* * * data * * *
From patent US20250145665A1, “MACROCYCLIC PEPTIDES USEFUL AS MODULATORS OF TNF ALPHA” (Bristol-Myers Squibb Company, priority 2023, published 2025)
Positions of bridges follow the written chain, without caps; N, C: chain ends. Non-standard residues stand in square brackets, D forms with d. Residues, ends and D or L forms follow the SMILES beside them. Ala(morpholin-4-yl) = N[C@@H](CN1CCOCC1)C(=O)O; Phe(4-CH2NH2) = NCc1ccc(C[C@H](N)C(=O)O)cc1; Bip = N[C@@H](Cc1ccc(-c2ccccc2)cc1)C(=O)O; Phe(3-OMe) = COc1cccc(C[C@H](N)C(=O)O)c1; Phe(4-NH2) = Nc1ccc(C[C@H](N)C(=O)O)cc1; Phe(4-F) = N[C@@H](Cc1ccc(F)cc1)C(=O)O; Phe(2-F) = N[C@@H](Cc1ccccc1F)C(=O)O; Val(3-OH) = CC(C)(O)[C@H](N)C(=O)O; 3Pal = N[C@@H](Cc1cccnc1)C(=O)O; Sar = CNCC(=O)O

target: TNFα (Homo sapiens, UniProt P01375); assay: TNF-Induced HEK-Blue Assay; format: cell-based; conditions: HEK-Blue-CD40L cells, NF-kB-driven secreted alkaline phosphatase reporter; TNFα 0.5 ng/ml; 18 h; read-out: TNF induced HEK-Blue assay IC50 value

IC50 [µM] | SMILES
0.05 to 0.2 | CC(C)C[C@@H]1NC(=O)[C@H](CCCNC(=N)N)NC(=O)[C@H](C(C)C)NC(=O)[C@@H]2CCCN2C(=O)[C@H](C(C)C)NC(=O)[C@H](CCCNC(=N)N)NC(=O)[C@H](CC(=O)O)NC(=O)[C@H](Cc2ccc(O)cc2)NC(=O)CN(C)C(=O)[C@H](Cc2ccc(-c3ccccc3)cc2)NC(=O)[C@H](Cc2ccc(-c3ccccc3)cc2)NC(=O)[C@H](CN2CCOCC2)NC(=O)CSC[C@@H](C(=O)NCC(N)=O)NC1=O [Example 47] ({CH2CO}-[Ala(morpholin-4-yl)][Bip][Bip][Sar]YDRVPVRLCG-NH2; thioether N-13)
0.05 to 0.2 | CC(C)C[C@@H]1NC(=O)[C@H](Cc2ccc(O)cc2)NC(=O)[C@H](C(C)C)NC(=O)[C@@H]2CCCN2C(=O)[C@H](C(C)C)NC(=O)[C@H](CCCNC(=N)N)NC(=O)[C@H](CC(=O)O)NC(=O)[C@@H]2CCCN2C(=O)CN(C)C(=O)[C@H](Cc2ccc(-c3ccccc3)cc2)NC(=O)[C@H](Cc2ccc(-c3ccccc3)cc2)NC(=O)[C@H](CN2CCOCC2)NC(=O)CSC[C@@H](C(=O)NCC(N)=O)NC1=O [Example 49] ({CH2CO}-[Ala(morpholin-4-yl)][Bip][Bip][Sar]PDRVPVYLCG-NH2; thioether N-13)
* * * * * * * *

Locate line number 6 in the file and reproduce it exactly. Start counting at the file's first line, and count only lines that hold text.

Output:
0.05 to 0.2 | CC(C)C[C@@H]1NC(=O)[C@H](Cc2ccc(O)cc2)NC(=O)[C@H](C(C)C)NC(=O)[C@@H]2CCCN2C(=O)[C@H](C(C)C)NC(=O)[C@H](CCCNC(=N)N)NC(=O)[C@H](CC(=O)O)NC(=O)[C@@H]2CCCN2C(=O)CN(C)C(=O)[C@H](Cc2ccc(-c3ccccc3)cc2)NC(=O)[C@H](Cc2ccc(-c3ccccc3)cc2)NC(=O)[C@H](CN2CCOCC2)NC(=O)CSC[C@@H](C(=O)NCC(N)=O)NC1=O [Example 49] ({CH2CO}-[Ala(morpholin-4-yl)][Bip][Bip][Sar]PDRVPVYLCG-NH2; thioether N-13)